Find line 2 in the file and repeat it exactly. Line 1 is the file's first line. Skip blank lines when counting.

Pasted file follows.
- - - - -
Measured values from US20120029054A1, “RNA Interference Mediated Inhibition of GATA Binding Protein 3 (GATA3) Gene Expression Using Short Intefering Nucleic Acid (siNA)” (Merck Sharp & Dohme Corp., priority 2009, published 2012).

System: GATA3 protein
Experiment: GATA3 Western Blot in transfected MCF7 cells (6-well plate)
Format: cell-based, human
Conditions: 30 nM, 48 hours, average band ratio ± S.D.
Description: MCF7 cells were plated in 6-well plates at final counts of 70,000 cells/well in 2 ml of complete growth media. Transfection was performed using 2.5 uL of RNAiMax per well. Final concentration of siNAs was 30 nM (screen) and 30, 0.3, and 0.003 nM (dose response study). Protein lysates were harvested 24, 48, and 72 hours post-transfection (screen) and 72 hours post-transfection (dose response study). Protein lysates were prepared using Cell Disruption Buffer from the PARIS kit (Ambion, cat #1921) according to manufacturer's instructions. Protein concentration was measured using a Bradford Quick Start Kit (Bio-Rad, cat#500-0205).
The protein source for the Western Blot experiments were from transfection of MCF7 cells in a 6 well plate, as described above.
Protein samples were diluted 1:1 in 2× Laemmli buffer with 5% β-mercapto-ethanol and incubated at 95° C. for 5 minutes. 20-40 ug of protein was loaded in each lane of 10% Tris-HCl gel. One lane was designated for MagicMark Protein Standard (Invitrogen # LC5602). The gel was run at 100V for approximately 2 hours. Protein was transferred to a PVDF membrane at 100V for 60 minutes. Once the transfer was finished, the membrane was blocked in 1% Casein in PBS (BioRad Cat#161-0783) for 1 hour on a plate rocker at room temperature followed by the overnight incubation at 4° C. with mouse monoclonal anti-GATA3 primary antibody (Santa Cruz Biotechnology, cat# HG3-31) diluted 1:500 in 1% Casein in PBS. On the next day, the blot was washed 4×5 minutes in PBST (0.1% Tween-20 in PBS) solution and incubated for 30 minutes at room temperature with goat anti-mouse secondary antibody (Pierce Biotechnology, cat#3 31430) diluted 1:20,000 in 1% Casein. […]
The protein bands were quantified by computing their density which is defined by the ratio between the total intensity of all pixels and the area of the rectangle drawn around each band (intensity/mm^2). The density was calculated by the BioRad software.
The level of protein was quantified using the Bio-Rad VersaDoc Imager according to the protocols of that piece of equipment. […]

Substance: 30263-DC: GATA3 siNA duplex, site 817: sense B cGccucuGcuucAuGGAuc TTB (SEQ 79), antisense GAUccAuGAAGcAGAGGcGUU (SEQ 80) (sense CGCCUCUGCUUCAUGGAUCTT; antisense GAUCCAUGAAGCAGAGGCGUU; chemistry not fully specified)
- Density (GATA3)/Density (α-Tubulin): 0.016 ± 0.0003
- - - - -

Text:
System: GATA3 protein